Power struggle in Iran between president and supreme leader

Analysts have been predicting this kind of open break for years. President Ahmadinejad is mostly Supreme Leader Khamenei's creation. He plucked the mayor of Tehran out of obscurity because he thought that his fanaticism would cleanse the government of corruption following the enormously crooked term of former president Rafsanjani.

What Khamenei never counted on was Ahmadinejad's independent streak:

The split started about two weeks ago after the president tried to dismiss the head of the intelligence ministry, the powerful government branch that exerts widespread control over domestic life. Ayatollah Ali Khamenei, the supreme leader, ordered that the minister, Heydar Moslehi, keep the post.Mr. Ahmadinejad then stayed home for 11 days, according to reports from Iran, engaging in a visible fit of pique that threatened to undermine the staunch alliance the two had forged since Mr. Ahmadinejad was first elected president in 2005.

The spat dragged into the open several factional fights, analysts said, particularly the efforts by Mr. Ahmadinejad's conservative opponents to prevent his faction from dominating the parliamentary elections next March and even the presidential vote in 2013.

Even before the chants at Friday Prayer, a signature event since the 1979 Islamic Revolution, important conservative factions had pronounced their support for the supreme leader, including the government's primary enforcers, the Revolutionary Guards. Ayatollah Khamenei's infallibility was the subject of Friday Prayer in at least half a dozen large cities besides Tehran, according to media reports. 

Ahmadinejad can't win and he knows it. Khamenei, a former president himself, has the whip hand and may try to marginalize the president even further if he continues to be as unpopular as he is currently. The economy is a basket case, corruption reigns despite numerous changes initiated by Ahmadinejad, and the president's wacky pronouncement have upset what passes for pragmatists in the Iranian leadership.

Like his predecessor President Khatami who was reduced to figurehead status at the end of his term, Ahmadinejad may be pushed to the sidelines and largely ignored until the elections in 2013.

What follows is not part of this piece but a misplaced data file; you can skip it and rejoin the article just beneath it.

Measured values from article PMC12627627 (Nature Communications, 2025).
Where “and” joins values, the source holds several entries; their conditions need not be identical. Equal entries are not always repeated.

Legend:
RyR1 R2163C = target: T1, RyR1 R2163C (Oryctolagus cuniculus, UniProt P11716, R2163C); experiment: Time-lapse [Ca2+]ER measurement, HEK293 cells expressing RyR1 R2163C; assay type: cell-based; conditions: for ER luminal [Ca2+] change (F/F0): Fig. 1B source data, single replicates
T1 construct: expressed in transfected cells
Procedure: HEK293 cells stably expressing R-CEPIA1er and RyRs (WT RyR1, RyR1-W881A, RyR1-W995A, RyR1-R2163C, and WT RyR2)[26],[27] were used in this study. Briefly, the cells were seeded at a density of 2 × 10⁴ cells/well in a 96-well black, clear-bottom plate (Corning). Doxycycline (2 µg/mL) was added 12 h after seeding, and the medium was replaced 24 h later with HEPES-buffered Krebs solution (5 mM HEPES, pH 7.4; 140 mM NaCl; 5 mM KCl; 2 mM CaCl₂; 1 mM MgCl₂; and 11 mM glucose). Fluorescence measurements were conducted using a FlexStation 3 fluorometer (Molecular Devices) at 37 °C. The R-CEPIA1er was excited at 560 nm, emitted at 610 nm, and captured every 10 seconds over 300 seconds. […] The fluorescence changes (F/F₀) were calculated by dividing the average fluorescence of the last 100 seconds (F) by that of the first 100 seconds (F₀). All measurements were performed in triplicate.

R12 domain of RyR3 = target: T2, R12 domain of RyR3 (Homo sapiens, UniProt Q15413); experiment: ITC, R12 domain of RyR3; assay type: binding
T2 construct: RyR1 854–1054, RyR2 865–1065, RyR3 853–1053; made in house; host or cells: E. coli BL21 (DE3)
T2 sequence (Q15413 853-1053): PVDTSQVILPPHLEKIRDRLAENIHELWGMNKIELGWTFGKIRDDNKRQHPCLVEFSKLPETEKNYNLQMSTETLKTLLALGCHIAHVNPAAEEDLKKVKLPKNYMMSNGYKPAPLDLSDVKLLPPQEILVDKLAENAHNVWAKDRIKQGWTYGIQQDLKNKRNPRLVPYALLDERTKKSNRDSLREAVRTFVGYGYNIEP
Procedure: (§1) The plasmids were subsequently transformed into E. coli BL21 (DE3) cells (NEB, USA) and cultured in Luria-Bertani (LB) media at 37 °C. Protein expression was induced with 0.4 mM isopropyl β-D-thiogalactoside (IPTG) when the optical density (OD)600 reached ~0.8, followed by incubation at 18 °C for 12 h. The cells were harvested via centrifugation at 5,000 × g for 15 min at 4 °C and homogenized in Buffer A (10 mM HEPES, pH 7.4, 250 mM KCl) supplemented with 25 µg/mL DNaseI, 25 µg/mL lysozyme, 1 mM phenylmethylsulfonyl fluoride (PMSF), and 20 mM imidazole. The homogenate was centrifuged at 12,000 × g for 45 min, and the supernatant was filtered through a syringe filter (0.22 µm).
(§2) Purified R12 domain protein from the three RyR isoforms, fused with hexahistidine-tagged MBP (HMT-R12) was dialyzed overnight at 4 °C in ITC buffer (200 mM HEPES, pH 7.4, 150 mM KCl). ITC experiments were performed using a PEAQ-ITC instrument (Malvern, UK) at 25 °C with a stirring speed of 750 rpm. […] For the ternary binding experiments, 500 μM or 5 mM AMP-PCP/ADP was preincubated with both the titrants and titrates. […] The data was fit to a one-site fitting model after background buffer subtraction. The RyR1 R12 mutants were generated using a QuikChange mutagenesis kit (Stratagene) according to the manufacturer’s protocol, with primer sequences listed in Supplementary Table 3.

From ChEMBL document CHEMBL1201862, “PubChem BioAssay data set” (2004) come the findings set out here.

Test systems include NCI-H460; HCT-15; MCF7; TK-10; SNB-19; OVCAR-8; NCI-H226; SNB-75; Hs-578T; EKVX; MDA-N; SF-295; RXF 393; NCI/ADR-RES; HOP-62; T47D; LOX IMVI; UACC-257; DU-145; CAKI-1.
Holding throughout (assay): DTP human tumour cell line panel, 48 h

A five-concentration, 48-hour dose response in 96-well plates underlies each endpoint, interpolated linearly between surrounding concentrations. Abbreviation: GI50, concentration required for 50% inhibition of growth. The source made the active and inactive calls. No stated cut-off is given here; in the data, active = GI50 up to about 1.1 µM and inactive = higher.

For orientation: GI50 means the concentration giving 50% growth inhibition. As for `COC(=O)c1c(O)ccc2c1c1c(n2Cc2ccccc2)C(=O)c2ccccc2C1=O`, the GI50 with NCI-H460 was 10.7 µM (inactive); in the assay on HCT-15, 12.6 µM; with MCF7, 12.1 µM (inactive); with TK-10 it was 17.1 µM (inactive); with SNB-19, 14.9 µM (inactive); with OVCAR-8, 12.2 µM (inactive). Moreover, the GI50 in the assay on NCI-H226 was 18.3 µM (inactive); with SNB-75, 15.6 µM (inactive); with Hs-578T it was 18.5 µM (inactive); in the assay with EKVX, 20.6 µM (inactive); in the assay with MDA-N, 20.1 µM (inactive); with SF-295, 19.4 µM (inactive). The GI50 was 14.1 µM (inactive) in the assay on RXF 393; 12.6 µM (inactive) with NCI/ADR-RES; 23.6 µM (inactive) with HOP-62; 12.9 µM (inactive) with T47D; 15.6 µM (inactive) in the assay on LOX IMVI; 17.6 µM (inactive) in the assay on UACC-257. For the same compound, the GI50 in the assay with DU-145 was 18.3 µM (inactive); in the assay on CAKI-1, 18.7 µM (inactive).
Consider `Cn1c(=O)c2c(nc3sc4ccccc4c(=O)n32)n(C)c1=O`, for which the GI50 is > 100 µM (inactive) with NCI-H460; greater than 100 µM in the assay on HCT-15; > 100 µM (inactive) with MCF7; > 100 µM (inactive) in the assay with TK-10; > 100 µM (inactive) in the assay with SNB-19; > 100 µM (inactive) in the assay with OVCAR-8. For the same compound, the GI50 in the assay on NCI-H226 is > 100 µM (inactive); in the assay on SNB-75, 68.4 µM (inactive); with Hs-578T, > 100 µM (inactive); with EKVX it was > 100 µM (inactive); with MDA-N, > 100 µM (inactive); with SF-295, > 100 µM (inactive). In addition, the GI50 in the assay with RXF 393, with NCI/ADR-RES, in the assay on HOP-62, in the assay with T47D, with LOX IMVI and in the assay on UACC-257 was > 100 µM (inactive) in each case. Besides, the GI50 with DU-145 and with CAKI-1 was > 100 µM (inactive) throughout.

Analysts have been predicting this kind of open break for years. President Ahmadinejad is mostly Supreme Leader Khamenei's creation. He plucked the mayor of Tehran out of obscurity because he thought that his fanaticism would cleanse the government of corruption following the enormously crooked term of former president Rafsanjani.

What Khamenei never counted on was Ahmadinejad's independent streak:

The split started about two weeks ago after the president tried to dismiss the head of the intelligence ministry, the powerful government branch that exerts widespread control over domestic life. Ayatollah Ali Khamenei, the supreme leader, ordered that the minister, Heydar Moslehi, keep the post.

Mr. Ahmadinejad then stayed home for 11 days, according to reports from Iran, engaging in a visible fit of pique that threatened to undermine the staunch alliance the two had forged since Mr. Ahmadinejad was first elected president in 2005.

The spat dragged into the open several factional fights, analysts said, particularly the efforts by Mr. Ahmadinejad's conservative opponents to prevent his faction from dominating the parliamentary elections next March and even the presidential vote in 2013.

Even before the chants at Friday Prayer, a signature event since the 1979 Islamic Revolution, important conservative factions had pronounced their support for the supreme leader, including the government's primary enforcers, the Revolutionary Guards. Ayatollah Khamenei's infallibility was the subject of Friday Prayer in at least half a dozen large cities besides Tehran, according to media reports. 

Ahmadinejad can't win and he knows it. Khamenei, a former president himself, has the whip hand and may try to marginalize the president even further if he continues to be as unpopular as he is currently. The economy is a basket case, corruption reigns despite numerous changes initiated by Ahmadinejad, and the president's wacky pronouncement have upset what passes for pragmatists in the Iranian leadership.

Like his predecessor President Khatami who was reduced to figurehead status at the end of his term, Ahmadinejad may be pushed to the sidelines and largely ignored until the elections in 2013.






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